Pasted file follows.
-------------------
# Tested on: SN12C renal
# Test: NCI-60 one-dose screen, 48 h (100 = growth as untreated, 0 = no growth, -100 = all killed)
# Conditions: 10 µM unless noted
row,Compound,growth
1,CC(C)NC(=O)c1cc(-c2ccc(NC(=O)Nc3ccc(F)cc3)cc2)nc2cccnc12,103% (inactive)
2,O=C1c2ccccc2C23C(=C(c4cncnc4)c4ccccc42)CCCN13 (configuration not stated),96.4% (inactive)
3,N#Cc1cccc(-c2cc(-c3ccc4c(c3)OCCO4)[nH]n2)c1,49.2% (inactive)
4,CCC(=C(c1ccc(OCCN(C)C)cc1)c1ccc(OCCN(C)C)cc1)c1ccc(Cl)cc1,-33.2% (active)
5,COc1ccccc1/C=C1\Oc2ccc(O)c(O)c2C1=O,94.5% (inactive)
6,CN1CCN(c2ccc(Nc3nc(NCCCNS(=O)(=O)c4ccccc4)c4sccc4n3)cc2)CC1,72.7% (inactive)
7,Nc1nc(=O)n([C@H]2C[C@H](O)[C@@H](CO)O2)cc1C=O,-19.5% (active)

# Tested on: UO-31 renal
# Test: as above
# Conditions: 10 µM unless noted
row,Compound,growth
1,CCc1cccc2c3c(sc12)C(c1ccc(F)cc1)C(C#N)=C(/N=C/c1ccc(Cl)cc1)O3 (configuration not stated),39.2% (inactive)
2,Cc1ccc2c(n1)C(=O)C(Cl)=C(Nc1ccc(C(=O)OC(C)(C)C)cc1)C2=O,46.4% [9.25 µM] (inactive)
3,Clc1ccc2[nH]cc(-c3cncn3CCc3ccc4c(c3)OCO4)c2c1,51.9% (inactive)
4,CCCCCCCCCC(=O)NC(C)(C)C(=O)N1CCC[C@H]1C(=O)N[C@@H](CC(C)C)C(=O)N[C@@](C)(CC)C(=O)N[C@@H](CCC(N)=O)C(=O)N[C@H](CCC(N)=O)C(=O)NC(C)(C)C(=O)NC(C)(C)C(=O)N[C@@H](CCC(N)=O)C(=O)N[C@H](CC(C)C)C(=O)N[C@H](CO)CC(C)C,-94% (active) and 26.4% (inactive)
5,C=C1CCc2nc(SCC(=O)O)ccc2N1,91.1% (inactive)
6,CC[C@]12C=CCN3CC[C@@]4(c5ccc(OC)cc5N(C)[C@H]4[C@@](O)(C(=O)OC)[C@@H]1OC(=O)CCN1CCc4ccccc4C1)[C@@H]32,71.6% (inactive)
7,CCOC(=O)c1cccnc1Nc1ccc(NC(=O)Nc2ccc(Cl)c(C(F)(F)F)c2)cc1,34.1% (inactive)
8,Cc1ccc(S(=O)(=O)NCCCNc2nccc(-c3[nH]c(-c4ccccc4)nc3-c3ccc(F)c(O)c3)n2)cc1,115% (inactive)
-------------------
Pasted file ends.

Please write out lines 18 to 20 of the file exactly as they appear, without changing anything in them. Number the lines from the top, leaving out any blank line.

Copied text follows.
3,Clc1ccc2[nH]cc(-c3cncn3CCc3ccc4c(c3)OCO4)c2c1,51.9% (inactive)
4,CCCCCCCCCC(=O)NC(C)(C)C(=O)N1CCC[C@H]1C(=O)N[C@@H](CC(C)C)C(=O)N[C@@](C)(CC)C(=O)N[C@@H](CCC(N)=O)C(=O)N[C@H](CCC(N)=O)C(=O)NC(C)(C)C(=O)NC(C)(C)C(=O)N[C@@H](CCC(N)=O)C(=O)N[C@H](CC(C)C)C(=O)N[C@H](CO)CC(C)C,-94% (active) and 26.4% (inactive)
5,C=C1CCc2nc(SCC(=O)O)ccc2N1,91.1% (inactive)